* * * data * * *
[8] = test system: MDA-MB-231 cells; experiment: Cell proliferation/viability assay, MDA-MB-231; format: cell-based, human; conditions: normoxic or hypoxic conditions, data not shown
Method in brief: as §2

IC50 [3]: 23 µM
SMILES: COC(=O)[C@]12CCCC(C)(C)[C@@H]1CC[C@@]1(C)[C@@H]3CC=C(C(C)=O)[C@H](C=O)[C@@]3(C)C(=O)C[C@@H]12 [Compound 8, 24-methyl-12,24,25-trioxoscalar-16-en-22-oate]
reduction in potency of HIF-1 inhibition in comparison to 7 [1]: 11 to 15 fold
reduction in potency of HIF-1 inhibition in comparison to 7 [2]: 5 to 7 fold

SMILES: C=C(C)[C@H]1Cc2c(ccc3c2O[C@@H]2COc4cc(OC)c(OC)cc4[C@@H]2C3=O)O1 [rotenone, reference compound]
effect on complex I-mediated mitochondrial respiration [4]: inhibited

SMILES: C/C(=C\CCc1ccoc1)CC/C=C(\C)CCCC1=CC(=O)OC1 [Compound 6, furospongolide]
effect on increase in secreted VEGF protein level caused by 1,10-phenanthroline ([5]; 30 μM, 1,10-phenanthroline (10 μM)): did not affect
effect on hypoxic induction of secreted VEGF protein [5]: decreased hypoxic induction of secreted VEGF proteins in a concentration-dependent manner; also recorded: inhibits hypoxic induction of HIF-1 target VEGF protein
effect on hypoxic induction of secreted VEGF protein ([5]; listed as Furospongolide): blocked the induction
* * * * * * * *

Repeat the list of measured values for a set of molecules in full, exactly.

[8] = test system: MDA-MB-231 cells; experiment: Cell proliferation/viability assay, MDA-MB-231; format: cell-based, human; conditions: normoxic or hypoxic conditions, data not shown
Method in brief: as §2

IC50 [3]: 23 µM
SMILES: COC(=O)[C@]12CCCC(C)(C)[C@@H]1CC[C@@]1(C)[C@@H]3CC=C(C(C)=O)[C@H](C=O)[C@@]3(C)C(=O)C[C@@H]12 [Compound 8, 24-methyl-12,24,25-trioxoscalar-16-en-22-oate]
reduction in potency of HIF-1 inhibition in comparison to 7 [1]: 11 to 15 fold
reduction in potency of HIF-1 inhibition in comparison to 7 [2]: 5 to 7 fold

SMILES: C=C(C)[C@H]1Cc2c(ccc3c2O[C@@H]2COc4cc(OC)c(OC)cc4[C@@H]2C3=O)O1 [rotenone, reference compound]
effect on complex I-mediated mitochondrial respiration [4]: inhibited

SMILES: C/C(=C\CCc1ccoc1)CC/C=C(\C)CCCC1=CC(=O)OC1 [Compound 6, furospongolide]
effect on increase in secreted VEGF protein level caused by 1,10-phenanthroline ([5]; 30 μM, 1,10-phenanthroline (10 μM)): did not affect
effect on hypoxic induction of secreted VEGF protein [5]: decreased hypoxic induction of secreted VEGF proteins in a concentration-dependent manner; also recorded: inhibits hypoxic induction of HIF-1 target VEGF protein
effect on hypoxic induction of secreted VEGF protein ([5]; listed as Furospongolide): blocked the induction